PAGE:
Typically, based on what I’ve seen, one of two things happens in this situation: The paralytic fear of not sounding and looking like a broadcaster has a negative impact on the appearance, and the person walks away from the experience thinking they looked or sounded stupid, and they don’t ever want to do it again. Or – and this one is common among podcast hosts – the fear is less of a factor than just tacit acceptance that people who talk into a microphone are just supposed to sound that way, that’s just what you’re supposed to do. And they end up sounding less than genuine, the audience picks up on that, and the ripple effects down the road can hurt a show’s future.

The whole thing could have been avoided with one very simple conversation. And like I said off the top, you and I are going to have this conversation right now, and then we never have to have it again.

Unless you actually are a professional broadcaster, stop trying to sound like one and look like one. Showing up in a chef’s coat isn’t going to get you three Michelin stars for your taco stand. So instead, just sound like you. If you’ve been invited into the studio to be part of the commercial for your business, don’t worry about sounding like the announcer, focus on sounding like the person who the customers are used to talking to. You know… you. If the TV people have asked you to share your expertise on cryptocurrency, don’t worry about looking like a news anchor, focus on being an expert about crypto. If you’re starting a podcast about Star Wars, stop worrying about trying to imitate what it would sound like if Morgan Freeman were a Star Wars fan and instead, focus on sounding like you.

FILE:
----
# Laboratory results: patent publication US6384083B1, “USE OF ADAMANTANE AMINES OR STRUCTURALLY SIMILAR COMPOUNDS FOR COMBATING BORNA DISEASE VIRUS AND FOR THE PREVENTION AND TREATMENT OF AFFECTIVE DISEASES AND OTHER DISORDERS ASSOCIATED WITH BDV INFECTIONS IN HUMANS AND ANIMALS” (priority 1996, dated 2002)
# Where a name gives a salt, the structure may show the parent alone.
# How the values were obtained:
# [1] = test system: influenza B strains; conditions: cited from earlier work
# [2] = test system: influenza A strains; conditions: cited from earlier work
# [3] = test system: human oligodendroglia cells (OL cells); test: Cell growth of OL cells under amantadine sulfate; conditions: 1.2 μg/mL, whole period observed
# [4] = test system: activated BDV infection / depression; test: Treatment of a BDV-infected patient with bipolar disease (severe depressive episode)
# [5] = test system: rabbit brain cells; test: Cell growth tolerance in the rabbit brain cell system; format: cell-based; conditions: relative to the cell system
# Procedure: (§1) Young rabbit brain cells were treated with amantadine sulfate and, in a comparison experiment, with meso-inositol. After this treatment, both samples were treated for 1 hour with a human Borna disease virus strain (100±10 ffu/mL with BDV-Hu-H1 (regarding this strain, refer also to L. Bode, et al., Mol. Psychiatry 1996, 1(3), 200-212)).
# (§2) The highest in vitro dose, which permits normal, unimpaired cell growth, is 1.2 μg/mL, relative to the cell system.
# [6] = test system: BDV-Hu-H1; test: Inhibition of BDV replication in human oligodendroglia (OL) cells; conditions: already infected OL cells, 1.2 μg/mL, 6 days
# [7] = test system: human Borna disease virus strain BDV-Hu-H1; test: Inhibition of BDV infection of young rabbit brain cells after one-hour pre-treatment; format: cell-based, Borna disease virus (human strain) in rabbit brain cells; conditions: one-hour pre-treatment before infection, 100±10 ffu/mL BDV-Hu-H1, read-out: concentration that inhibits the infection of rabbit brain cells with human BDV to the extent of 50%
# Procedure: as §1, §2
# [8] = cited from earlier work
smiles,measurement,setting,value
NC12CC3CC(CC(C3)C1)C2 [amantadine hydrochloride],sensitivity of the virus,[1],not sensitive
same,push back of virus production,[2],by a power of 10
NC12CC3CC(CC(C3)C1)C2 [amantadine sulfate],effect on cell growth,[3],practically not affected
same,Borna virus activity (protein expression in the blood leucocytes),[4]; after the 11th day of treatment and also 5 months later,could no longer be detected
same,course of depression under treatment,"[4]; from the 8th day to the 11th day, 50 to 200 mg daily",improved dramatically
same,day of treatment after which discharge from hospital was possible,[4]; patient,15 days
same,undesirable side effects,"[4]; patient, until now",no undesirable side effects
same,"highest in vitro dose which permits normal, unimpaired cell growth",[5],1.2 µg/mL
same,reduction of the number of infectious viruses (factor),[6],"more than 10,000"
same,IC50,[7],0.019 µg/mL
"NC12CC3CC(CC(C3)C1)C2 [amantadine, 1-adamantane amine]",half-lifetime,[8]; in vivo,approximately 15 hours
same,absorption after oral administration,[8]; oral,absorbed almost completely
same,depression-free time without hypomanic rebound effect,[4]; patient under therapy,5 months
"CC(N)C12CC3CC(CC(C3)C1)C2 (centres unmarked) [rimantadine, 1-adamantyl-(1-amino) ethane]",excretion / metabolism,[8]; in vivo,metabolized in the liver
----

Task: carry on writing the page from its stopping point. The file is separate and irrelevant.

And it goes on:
Here’s how I know this will help you. If you go and listen to the audio version of this episode by clicking on the player up top, you’ll quickly realize that I’m reading this article as thought it were a script. And if you and I sit down for a meeting, or if you’re one of my coaching clients and we’re on a Zoom call, you’ll very quickly realize that what you’re hearing right now is my natural speaking voice. I write the script to fit my voice, and to suit my delivery. Now, if I’m doing a radio show and The Tubes come on, you might hear me get a little more animated while I tell you that it’s 74 degrees in the sunshine and the high today is 92, but it’s a slightly more energetic version of this, because I’m into the rhythm of the song that’s playing under my voice. Same as it would be different again if I was doing that same weather forecast over the intro of “Stairway To Heaven” which, by the way, is verboten. Don’t do it. Don’t ever do it. If you’ve ever done it, we can’t be friends. Talking over the intro of “Stairway To Heaven” is on a list of forbidden things like touching the art at the museum, or putting Baby in a corner. Just don’t. The point is, you’ll never catch me doing any of that big voice guy stuff, because I’m not a big voice guy. I’m just me. I’m on that massive list of broadcasters who would never have had jobs if the quality of your voice were still the most important thing. I mean, come on. Let’s be honest. Sean Hannity’s voice sounds like seven cats fighting in a burlap sack. But he’s got fourteen million listeners.

The bottom line is this: Once you’ve stopped worrying about being the professional broadcaster version of you, you suddenly free up what my old friend David Allen refers to as “psychic RAM”. You get to just be you. You’ll suddenly be surprised at how you never forget to work in the important stuff you really wanted to say, and how by being you, you seemed to be more comfortable and by being more comfortable you seemed more… professional.